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Murderous Maids retells the grim saga of "l'Affaire Papin."

Murderous Maids Cleveland Cinematheque
Given the bloody excesses of French history, the 1933 murder of a bourgeois woman and her daughter in the quiet provincial town of Le Mans wouldn't seem to merit much attention, but to this day, "l'Affaire Papin" remains one of the most notorious and sensational crimes in Gallic history.

The case involved two sisters -- Christine Papin, aged 28, and Léa, 21 -- who worked as domestic servants at the home of a prosperous lawyer. One wintry evening, the two outwardly docile, obedient maids murdered and mutilated their employer's wife and daughter, gouging out their eyes and slashing their bodies with a carving knife. The case grew even more disturbing when it was revealed that the sisters were lovers, involved in an incestuous sexual relationship.

Newspapers of the day christened the girls "the savage lambs," while left-wing writers and philosophers seized upon the incident for its cultural and social implications. Jean-Paul Sartre and Simone de Beauvoir hailed the sisters as martyrs to the class struggle. Jean Genet wrote his famous play The Maids about them. Films followed, including 1994's Sister, My Sister and Claude Chabrol's La Cérémonie (1995). Murderous Maids (Les Blessures Assassines), directed by Jean-Pierre Denis (Champ d'Honneur), is the latest film to tackle the grisly episode and, reportedly, is the first factual account of the incident and its aftermath, culled from courtroom records and eyewitness accounts.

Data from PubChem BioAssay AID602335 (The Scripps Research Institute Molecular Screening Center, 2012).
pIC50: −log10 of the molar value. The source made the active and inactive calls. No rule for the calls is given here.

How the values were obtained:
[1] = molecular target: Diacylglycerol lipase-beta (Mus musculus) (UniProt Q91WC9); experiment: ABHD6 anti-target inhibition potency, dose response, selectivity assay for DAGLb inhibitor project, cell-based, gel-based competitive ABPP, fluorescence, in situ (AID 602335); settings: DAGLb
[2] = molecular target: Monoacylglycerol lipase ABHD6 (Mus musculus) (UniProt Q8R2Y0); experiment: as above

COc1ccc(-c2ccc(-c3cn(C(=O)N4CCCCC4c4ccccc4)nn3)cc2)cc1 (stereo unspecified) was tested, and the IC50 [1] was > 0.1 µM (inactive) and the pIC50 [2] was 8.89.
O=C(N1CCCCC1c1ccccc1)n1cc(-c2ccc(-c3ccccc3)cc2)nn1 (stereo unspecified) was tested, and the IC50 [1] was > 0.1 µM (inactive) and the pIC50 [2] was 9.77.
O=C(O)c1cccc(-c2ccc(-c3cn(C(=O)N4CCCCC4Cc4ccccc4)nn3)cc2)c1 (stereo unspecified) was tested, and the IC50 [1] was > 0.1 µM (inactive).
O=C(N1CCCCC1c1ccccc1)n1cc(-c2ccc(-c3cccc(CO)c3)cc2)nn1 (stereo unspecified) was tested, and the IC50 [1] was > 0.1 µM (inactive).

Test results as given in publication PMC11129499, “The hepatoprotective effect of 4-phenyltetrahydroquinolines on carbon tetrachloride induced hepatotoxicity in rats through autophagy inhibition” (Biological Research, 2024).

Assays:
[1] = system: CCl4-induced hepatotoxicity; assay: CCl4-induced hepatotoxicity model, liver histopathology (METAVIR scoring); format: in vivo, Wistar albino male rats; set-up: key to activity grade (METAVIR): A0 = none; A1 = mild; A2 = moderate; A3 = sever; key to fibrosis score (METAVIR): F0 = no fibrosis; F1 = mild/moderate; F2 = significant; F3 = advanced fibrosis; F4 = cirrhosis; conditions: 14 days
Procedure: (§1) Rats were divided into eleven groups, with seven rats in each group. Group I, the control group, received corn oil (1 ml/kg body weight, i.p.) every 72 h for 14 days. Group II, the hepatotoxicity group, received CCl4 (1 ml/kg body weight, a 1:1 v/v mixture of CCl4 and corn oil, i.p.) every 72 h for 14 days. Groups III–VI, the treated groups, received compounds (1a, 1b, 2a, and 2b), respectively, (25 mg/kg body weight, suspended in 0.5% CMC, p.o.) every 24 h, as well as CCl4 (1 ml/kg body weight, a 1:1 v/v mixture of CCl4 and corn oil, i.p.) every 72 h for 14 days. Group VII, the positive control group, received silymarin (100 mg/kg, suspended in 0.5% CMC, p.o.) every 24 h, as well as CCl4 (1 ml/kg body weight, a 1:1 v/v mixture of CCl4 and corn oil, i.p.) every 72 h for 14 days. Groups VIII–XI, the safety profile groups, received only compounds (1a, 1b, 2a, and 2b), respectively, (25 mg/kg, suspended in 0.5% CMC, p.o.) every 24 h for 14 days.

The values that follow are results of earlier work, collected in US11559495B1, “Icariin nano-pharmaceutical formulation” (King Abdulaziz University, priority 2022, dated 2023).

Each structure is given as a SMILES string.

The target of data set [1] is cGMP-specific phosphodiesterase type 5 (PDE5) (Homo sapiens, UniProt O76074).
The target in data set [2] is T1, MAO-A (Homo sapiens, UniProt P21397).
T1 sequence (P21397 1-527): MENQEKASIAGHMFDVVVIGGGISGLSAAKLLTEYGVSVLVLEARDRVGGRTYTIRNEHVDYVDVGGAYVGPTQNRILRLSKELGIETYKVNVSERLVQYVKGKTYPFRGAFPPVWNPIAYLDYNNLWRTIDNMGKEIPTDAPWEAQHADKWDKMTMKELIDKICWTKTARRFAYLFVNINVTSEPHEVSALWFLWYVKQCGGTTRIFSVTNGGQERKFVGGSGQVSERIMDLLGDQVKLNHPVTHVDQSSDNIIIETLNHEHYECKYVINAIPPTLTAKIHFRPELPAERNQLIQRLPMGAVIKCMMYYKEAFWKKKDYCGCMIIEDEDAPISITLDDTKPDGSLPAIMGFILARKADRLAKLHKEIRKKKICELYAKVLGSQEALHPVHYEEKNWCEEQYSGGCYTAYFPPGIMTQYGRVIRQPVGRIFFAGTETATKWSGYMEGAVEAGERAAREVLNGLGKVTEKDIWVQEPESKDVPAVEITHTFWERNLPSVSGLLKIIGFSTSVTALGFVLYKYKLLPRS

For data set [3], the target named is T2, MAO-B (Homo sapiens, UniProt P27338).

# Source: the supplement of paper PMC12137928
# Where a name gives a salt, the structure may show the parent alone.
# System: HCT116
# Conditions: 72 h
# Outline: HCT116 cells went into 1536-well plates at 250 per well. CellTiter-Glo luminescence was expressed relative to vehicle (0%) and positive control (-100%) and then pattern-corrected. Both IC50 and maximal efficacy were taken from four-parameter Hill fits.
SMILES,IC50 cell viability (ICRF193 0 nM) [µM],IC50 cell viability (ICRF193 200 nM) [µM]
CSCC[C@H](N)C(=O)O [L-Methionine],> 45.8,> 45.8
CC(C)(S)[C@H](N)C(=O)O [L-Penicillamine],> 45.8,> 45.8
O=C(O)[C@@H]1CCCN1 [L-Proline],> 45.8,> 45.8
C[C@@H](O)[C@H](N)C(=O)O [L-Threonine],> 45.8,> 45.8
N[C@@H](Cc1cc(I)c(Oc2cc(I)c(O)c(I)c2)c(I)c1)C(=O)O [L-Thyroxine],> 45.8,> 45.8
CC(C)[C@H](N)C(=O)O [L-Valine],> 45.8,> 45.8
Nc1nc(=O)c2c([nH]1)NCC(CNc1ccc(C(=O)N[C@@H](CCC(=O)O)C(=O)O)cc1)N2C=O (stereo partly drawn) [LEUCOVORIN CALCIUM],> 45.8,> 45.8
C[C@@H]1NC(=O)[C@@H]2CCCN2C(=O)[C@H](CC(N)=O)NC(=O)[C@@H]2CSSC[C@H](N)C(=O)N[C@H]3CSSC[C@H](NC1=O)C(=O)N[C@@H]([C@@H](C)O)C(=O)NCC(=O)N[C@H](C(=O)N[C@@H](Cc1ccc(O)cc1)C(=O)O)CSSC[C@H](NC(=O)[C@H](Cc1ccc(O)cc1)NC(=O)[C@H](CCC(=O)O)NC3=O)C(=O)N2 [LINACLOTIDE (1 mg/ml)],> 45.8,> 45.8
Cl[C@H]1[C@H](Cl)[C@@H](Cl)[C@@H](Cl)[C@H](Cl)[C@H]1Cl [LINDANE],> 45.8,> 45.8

The film proves unrelentingly grim -- and equally engrossing. It feels longer than 94 minutes, due both to the intense nature of the subject matter and to Testud's raw but remarkably controlled performance. Her face remains rigidly impassive for much of the film, yet she somehow manages to convey a total psychological meltdown. It's as if she is unraveling before our eyes, one degree at a time. As the naive, slightly obtuse Léa, Parmentier is also notable.

The film was shot in widescreen: an unconventional choice for such a character-driven film, but one that works well. Much of the film takes place inside houses or against buildings -- beautiful mansions that are dark, cold, and forbidding. These vast, static backgrounds serve to subtly accentuate the sense of isolation, alienation, even claustrophobia that grips Christine. Adding an almost frightening air of authenticity to the proceedings, Denis got permission to shoot the picture in Le Mans, the town where the real-life crime took place in 1933. No, he could not get permission to film in the actual house where the murders occurred.

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